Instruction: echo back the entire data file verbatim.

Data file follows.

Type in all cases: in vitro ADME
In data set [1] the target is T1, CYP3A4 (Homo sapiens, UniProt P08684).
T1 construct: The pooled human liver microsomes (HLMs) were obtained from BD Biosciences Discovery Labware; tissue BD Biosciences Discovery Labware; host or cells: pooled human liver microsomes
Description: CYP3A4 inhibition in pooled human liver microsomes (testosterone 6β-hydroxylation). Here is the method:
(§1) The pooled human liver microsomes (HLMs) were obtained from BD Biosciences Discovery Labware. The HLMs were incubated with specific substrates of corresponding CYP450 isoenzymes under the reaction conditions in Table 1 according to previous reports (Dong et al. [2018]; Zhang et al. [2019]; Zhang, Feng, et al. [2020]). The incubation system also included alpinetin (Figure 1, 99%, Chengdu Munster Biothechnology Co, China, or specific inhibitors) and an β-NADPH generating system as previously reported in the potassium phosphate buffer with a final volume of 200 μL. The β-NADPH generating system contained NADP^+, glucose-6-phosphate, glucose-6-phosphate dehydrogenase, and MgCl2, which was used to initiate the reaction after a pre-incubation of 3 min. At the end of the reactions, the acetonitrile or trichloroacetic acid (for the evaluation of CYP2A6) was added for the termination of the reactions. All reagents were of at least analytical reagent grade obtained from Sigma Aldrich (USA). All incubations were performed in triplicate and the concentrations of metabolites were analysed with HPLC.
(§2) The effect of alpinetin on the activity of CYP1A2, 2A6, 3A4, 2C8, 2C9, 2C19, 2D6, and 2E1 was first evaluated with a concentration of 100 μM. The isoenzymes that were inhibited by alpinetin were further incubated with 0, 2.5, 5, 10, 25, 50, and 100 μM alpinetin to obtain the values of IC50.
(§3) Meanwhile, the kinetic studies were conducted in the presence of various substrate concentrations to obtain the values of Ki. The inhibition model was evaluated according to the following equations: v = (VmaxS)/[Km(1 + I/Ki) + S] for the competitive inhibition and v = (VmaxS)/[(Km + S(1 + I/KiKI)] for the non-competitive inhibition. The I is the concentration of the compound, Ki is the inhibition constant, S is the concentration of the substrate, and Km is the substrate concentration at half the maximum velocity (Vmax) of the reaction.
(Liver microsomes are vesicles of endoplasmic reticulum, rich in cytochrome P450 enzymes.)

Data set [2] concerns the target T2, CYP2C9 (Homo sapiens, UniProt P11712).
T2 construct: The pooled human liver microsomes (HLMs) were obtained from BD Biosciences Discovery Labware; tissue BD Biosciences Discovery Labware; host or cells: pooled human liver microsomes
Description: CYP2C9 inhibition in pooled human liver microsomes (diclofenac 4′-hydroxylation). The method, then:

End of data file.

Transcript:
Type in all cases: in vitro ADME
In data set [1] the target is T1, CYP3A4 (Homo sapiens, UniProt P08684).
T1 construct: The pooled human liver microsomes (HLMs) were obtained from BD Biosciences Discovery Labware; tissue BD Biosciences Discovery Labware; host or cells: pooled human liver microsomes
Description: CYP3A4 inhibition in pooled human liver microsomes (testosterone 6β-hydroxylation). Here is the method:
(§1) The pooled human liver microsomes (HLMs) were obtained from BD Biosciences Discovery Labware. The HLMs were incubated with specific substrates of corresponding CYP450 isoenzymes under the reaction conditions in Table 1 according to previous reports (Dong et al. [2018]; Zhang et al. [2019]; Zhang, Feng, et al. [2020]). The incubation system also included alpinetin (Figure 1, 99%, Chengdu Munster Biothechnology Co, China, or specific inhibitors) and an β-NADPH generating system as previously reported in the potassium phosphate buffer with a final volume of 200 μL. The β-NADPH generating system contained NADP^+, glucose-6-phosphate, glucose-6-phosphate dehydrogenase, and MgCl2, which was used to initiate the reaction after a pre-incubation of 3 min. At the end of the reactions, the acetonitrile or trichloroacetic acid (for the evaluation of CYP2A6) was added for the termination of the reactions. All reagents were of at least analytical reagent grade obtained from Sigma Aldrich (USA). All incubations were performed in triplicate and the concentrations of metabolites were analysed with HPLC.
(§2) The effect of alpinetin on the activity of CYP1A2, 2A6, 3A4, 2C8, 2C9, 2C19, 2D6, and 2E1 was first evaluated with a concentration of 100 μM. The isoenzymes that were inhibited by alpinetin were further incubated with 0, 2.5, 5, 10, 25, 50, and 100 μM alpinetin to obtain the values of IC50.
(§3) Meanwhile, the kinetic studies were conducted in the presence of various substrate concentrations to obtain the values of Ki. The inhibition model was evaluated according to the following equations: v = (VmaxS)/[Km(1 + I/Ki) + S] for the competitive inhibition and v = (VmaxS)/[(Km + S(1 + I/KiKI)] for the non-competitive inhibition. The I is the concentration of the compound, Ki is the inhibition constant, S is the concentration of the substrate, and Km is the substrate concentration at half the maximum velocity (Vmax) of the reaction.
(Liver microsomes are vesicles of endoplasmic reticulum, rich in cytochrome P450 enzymes.)

Data set [2] concerns the target T2, CYP2C9 (Homo sapiens, UniProt P11712).
T2 construct: The pooled human liver microsomes (HLMs) were obtained from BD Biosciences Discovery Labware; tissue BD Biosciences Discovery Labware; host or cells: pooled human liver microsomes
Description: CYP2C9 inhibition in pooled human liver microsomes (diclofenac 4′-hydroxylation). The method, then: